Chapter 5

Chapter 5: Create Content That Attracts Visitors

It’s a new decade and content still reigns supreme. We know, we know. Every marketer has heard this probably definitely more times than they’d like. But with certain forms of content taking off, it’s important you stay up-to-date with how to make them work for your business.

So, why is that after all these years, marketers are still reciting “content is king” in their sleep?

Well, a few reasons:

1. Increased engagement - Imagine reading the same message presented in the same manner. It probably wouldn’t resonate with you much. (See: banner blindness.) Give the people what they want! When you consistently deliver authentic, personable and high quality content, you’re more likely to have an engaged audience. 

2. Offers value to audience - What do people search for when they have a problem? Solutions. This is your chance to enlighten them with valuable knowledge.

3. Great for SEO - Help your target audience discover your expert knowledge online. The combination of keyword research and riveting content will surely boost your search engine visibility. 

4. Increases brand recognition - The more people see your name, the better the chances of them recognizing and, eventually, trusting your brand.

5. Generates leads - This is the goal, right? A DemandMetric survey found that “content marketing costs 62% less than traditional marketing and generates 3 times more leads on every dollar spent.”

But before you see these kinds of results, you’ll need to 1) know your audience and 2) come up with a content strategy. (Otherwise, you’ll just be creating content for the fun of it.)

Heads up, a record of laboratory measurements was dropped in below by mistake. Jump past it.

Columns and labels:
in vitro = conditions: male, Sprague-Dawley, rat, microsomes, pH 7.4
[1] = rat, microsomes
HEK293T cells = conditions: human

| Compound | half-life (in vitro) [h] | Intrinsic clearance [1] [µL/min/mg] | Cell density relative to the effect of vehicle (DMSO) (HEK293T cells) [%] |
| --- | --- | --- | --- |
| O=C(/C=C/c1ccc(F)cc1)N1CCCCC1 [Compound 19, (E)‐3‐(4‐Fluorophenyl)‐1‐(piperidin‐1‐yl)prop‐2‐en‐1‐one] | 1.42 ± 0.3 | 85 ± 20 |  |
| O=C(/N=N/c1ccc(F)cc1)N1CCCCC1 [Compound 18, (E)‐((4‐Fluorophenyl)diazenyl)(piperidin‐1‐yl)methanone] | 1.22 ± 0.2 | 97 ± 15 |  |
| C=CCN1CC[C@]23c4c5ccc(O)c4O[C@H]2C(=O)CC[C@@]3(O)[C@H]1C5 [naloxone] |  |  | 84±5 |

Once you’ve got that figured out, the leads will come pouring in.

So, without further ado, here are the different forms of content you should consider using.

Written content

Written content gives you the chance to highlight your expert knowledge. It can be short-form or long-form. But regardless of length, it should provide an answer to users’ questions.

There’s a variety of written content you can implement into your content strategy, such as blogs, case studies and white papers.


Blogs are the most common form of written content. You can write to your audience directly, respond to their comments and provide more value. 

I know what you’re thinking: ‘How long should my posts be? 500 words? 1,000 words? 2,000 words?’

And you might hate this answer, but…

However long it takes to thoroughly answer a question someone has.

The goal of each blog post should be to answer questions and present them in an easy-to-read fashion. So, make sure your posts are fluff-free by writing concisely. Google isn’t concerned with how many words you’ve written; they, like those who are in need of answers, just want what they’re looking for. 

‘But I heard 2,000 words is best for SEO!’

A Portent article debunked the SEO word count myth. First page results can range from a few hundred words to a few thousand words. It, truly, all just depends.

If you want to boost your SEO, focus on:

  • Answering the questions your audience may have
  • Consistently delivering quality content
  • Strategically adding keywords to make your content easy to find

Another word of advice: Write like how you talk. Obviously, you might want to hold back a tad if you drop a lot of f-bombs, but you get the picture.